|Publication number||US5348999 A|
|Application number||US 07/866,957|
|Publication date||Sep 20, 1994|
|Filing date||Apr 9, 1992|
|Priority date||Sep 15, 1989|
|Also published as||DE69017565D1, DE69017565T2, EP0417424A2, EP0417424A3, EP0417424B1|
|Publication number||07866957, 866957, US 5348999 A, US 5348999A, US-A-5348999, US5348999 A, US5348999A|
|Inventors||Robertus E. de Jong, Torben P. Kempers, Gerrit de Wit|
|Original Assignee||General Electric Company|
|Export Citation||BiBTeX, EndNote, RefMan|
|Patent Citations (23), Non-Patent Citations (4), Referenced by (6), Classifications (14), Legal Events (5)|
|External Links: USPTO, USPTO Assignment, Espacenet|
This is a continuation of application Ser. No. 07/580,454 filed Sep. 11, 1990 now abandoned.
The invention relates to a polymer mixture which comprises a polybutylene terephthalate and an aromatic polycarbonate.
Such mixtures are known per se. For this purpose reference may be made, for example, to GB-A-1569296.
U.S. Pat. No. 4,257,937 and U.S. Pat. No. 4,280,949 disclose polymer mixtures which comprise a polybutylene terephthalate, a polycarbonate, and an agent to improve the impact strength.
The known mixtures generally have favourable properties: they have good mechanical properties and can withstand the influence of organic solvents. As a result of this the said mixtures are suitable for manufacturing therefrom parts for motor-cars, for example, bumpers. It is sometimes desired to provide the articles formed from the polymer mixture with a decorative layer of lacquer. In the known polymer mixture bonding problems may then occur between the surface and the layer of lacquer.
The bonding of the lacquer is determined both by the polymeric composition of the substrate and by the type of lacquer system. When lacquer systems on the basis of water are used, the lacquer bonding is different from anhydrous systems.
The invention provides polymer mixtures which comprise A. a polybutylene terephthalate and B. an aromatic polycarbonate to which a polyalkylene glycol polymer or a polyalkylene glycol copolymer (C) has been added which ensures a better bonding to the layer of lacquer.
The polymer mixture according to the invention is characterised in that it comprises 0.1-5 parts by weight of a polyalkylene glycol polymer or a polyalkylene glycol copolymer (C) per 100 parts by weight of A+B. The polymer mixture according to the invention preferably comprises a polyethylene glycol.
Per 100 parts by weight of constituents A plus B the quantity by weight of A is preferably 10-90 parts and that of B is preferably 90-10 parts.
The polymer mixture according to the invention may comprise 0.1-100 parts by weight of conventionally used additives per 100 parts by weight of A+B.
The polymer mixture according to the invention preferably comprises 0.1-50 parts by weight of an agent to improve the impact strength per 100 parts by weight of A+B.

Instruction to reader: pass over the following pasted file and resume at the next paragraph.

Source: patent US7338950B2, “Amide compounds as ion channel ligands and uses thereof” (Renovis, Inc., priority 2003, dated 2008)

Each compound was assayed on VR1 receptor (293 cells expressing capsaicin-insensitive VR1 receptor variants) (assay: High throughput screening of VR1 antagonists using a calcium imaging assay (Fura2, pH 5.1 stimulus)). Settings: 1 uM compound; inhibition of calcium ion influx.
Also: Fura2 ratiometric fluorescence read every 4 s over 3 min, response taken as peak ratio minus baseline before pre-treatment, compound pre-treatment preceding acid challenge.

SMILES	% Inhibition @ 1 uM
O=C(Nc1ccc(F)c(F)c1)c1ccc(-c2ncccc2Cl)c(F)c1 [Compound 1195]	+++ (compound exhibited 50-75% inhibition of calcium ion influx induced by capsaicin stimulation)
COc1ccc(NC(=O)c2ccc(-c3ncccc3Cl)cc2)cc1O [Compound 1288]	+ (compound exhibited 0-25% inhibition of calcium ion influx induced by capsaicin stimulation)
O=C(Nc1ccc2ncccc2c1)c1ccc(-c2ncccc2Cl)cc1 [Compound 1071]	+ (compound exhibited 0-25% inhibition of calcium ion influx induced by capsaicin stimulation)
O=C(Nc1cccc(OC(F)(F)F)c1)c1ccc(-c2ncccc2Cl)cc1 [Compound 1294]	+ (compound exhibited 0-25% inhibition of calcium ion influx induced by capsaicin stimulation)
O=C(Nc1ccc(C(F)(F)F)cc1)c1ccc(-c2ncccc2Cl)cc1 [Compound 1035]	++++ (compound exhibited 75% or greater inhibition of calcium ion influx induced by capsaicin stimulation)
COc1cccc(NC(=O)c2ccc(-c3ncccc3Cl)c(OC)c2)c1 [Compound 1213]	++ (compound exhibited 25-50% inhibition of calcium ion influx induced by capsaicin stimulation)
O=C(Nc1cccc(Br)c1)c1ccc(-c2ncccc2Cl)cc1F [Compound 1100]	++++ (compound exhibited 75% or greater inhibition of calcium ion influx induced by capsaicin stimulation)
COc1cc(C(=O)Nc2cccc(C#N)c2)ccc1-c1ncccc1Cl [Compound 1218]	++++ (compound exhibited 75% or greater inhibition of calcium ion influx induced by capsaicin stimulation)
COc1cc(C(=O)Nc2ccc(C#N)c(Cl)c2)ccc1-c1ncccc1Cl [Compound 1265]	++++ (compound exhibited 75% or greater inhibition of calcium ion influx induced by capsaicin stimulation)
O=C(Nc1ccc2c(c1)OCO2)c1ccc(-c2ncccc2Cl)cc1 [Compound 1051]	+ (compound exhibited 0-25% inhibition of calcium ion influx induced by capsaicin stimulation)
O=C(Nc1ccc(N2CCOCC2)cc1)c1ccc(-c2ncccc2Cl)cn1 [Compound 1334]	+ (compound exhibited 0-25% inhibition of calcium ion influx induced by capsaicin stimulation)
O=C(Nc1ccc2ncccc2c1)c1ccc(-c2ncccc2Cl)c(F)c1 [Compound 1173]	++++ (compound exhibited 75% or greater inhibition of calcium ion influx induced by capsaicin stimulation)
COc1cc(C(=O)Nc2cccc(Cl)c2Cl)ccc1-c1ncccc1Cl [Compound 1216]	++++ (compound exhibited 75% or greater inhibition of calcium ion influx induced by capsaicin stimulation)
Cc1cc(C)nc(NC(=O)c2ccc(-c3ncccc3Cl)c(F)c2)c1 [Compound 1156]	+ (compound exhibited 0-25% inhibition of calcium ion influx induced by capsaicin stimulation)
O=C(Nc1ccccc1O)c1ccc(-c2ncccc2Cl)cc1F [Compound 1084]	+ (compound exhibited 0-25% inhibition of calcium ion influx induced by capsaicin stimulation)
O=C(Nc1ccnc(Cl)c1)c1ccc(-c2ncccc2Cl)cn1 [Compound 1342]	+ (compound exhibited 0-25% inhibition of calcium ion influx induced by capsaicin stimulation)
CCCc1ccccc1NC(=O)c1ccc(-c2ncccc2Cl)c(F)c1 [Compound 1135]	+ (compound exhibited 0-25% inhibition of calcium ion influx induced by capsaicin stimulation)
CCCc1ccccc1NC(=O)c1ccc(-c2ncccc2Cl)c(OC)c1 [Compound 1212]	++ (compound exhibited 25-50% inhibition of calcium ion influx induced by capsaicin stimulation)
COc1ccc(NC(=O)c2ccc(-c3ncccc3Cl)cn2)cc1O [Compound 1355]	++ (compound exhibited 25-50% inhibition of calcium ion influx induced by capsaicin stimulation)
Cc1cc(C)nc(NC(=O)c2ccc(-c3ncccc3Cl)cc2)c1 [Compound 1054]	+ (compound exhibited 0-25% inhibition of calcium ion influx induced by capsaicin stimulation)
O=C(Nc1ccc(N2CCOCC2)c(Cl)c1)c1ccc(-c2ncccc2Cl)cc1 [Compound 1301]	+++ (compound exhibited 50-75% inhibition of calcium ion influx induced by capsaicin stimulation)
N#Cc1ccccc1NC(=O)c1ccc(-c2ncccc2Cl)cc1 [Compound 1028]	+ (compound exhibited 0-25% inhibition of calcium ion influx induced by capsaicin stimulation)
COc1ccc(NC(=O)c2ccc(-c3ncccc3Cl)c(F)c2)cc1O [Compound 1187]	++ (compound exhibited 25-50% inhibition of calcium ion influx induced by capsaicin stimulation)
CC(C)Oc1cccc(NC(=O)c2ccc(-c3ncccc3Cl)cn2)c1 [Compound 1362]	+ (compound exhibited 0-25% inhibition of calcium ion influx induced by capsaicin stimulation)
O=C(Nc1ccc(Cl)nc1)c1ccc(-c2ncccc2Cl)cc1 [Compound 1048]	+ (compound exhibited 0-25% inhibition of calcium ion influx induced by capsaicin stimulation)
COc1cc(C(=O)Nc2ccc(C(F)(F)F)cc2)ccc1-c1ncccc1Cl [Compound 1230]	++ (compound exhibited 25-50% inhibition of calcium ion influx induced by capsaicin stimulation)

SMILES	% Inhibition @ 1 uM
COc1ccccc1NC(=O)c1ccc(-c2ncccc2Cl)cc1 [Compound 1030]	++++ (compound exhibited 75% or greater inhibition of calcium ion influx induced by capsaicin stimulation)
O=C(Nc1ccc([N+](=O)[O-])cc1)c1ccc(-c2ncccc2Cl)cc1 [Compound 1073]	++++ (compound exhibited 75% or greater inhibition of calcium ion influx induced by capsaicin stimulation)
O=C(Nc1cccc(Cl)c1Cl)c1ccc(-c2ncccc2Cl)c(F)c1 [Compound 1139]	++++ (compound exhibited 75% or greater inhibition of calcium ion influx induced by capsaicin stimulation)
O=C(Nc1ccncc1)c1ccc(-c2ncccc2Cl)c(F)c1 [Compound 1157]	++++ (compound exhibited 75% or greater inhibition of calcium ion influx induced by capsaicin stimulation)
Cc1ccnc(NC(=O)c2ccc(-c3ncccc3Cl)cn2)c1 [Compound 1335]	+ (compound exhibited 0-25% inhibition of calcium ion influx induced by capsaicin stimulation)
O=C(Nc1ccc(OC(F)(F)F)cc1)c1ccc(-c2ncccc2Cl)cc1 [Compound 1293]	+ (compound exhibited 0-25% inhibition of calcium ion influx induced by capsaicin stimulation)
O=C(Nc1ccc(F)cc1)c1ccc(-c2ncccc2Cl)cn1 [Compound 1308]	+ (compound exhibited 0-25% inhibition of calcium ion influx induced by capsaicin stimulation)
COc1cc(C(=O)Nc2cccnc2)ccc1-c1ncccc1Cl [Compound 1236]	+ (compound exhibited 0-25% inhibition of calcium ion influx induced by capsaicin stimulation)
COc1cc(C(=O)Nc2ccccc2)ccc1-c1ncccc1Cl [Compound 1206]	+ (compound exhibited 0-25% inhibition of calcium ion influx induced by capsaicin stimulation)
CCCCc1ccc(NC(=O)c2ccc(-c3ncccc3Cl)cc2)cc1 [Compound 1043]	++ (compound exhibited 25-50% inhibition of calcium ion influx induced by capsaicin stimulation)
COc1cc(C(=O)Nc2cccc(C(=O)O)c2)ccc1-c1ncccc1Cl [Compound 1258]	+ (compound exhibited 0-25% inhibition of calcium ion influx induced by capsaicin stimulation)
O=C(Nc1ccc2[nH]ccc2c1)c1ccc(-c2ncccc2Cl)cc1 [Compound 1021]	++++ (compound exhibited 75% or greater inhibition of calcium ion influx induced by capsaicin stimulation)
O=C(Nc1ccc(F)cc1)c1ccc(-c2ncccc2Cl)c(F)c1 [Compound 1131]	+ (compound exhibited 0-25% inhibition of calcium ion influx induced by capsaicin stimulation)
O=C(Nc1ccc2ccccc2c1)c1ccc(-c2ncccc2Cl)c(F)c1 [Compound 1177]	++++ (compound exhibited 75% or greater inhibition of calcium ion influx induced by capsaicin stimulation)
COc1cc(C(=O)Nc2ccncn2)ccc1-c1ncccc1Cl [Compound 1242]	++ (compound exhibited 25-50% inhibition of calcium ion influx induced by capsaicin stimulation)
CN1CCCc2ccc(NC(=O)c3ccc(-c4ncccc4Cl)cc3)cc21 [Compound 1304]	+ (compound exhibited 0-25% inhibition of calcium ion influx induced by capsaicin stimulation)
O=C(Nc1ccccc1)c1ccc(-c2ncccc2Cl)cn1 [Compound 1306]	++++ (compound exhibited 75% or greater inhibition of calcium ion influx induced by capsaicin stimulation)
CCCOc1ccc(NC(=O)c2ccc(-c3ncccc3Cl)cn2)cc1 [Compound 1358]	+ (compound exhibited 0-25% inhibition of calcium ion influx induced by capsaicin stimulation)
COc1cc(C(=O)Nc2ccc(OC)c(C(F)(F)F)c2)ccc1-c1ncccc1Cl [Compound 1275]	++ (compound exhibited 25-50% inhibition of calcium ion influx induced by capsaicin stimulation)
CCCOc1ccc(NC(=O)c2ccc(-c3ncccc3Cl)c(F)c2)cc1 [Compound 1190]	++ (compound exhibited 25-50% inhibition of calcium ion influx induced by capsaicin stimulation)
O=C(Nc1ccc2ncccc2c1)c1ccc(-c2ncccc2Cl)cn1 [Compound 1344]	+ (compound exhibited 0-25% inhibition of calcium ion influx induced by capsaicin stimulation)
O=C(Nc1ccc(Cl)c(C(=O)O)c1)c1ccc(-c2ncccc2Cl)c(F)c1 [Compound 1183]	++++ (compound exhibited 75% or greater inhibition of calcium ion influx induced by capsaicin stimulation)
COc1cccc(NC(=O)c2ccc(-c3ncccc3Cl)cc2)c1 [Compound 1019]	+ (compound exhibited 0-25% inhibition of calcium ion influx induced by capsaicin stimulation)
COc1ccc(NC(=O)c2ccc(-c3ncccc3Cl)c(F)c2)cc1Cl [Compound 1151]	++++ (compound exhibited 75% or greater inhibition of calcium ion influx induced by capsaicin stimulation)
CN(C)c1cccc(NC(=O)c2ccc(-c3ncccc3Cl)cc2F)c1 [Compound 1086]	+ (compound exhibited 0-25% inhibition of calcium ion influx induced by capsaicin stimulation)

A core-shell polymer built up from a rubber-like core on which one or more shells have been grafted is preferably used as an agent to improve the impact strength.
The polymer mixture according to the invention comprises at any rate the following constituents:
A. one or more polybutylene terephthalates,
B. one or more aromatic polycarbonates, and
C. a polyalkylene glycol.
The polymer mixture may comprise one or more of the following constituents:
D. conventionally used additives,
E. one or more agents to improve the impact strength.
Polybutylene terephthalate is a polymer known per se. It is derived from butane-1,4-diol and terephthalic acid. It is possible to use copolyesters in the polymer mixtures in which a part of the diol compound and/or a part of the terephthalic acid has been replaced by another diol and/or carboxylic acid. For the polymer mixture according to the invention it is preferred to use a polybutylene terephthalate which is built up for more than 70 mol % from units derived from butane-1,4-diol and terephthalic acid.
It is possible to use polybutylene terephthalate in which a branching agent, for example, a glycol having three or more hydroxyl groups or a three-fold or multifunctional carboxylic acid has been incorporated.
Aromatic polycarbonates are materials known per se. They are generally prepared by reacting a dihydric phenol compound with a carbonate precursor, for example, a halogen formale or a carbonate ester. Aromatic polycarbonates are polymers which comprise units of the formula ##STR1## wherein A is a bivalent aromatic radical which is derived from the dihydric phenol used in the preparation of the polymer. Mononuclear or polynuclear aromatic compounds may be used as dihydric phenols in the preparation of the aromatic polycarbonates, which compounds comprise two hydroxy radicals each directly bonded to a carbon atom of an aromatic nucleus.
The known branched polycarbonates as described, for example, in U.S. Pat. No. 4,001,184 are also suitable.
Suitable aromatic polycarbonates are also the so-called polyester carbonates which are obtained by performing the polymerisation reaction in the presence of an ester precursor, for example, a difunctional carboxylic acid, for example, terephthalic acid or an ester-forming derivative thereof. These polyester carbonates comprise ester compounds and carbonate compounds in the polymeric chain. Polyester carbonates are described, for example, in U.S. Pat. No. 3,169,121.
Polyalkylene glycol polymers or copolymers are compounds known per se. Polyalkylene glycol is mentioned notably as an additive for synthetic resins: it provides inter alia antistatic properties. For this purpose, reference may be made, for example, to Kirk-Othmer, Encyclopedia of Chemical Technology, 3rd edition, vol. 3, 1978, pp. 167-171. The preparation and various uses of these (co)polymers are described for instance in Kirk Othmer, volume 18, pp. 616-645.
These copolymers may be obtained by polymerisation of one or more different alkene oxides, for example, ethylene oxide and/or propylene oxide and/or butylene oxide. The molecular weight may be chosen between 200 and 20,000, preferably between 500 and 5,000. Block copolymers with propylene oxide blocks and ethylene oxide blocks are preferably used.
A polyalkylene glycol having a molecular weight of approximately 3500 g/mol is preferably used in the polymer mixture according to the invention.
In addition to the constituents mentioned hereinbefore the polymer mixture according to the invention may comprise one or more additives. Examples of suitable additives are stabilisers, transesterification inhibitors, dyes, pigments, fillers, and reinforcing fibres, for example, glass fibres, and release agents.
The polymer mixture according to the invention may comprise one or more agents to improve the impact strength.
So-called core-shell polymers are preferably used which are built up from a rubber-like core on which one or more shells have been grafted. The core usually consists substantially of an acrylate rubber or a butadiene rubber.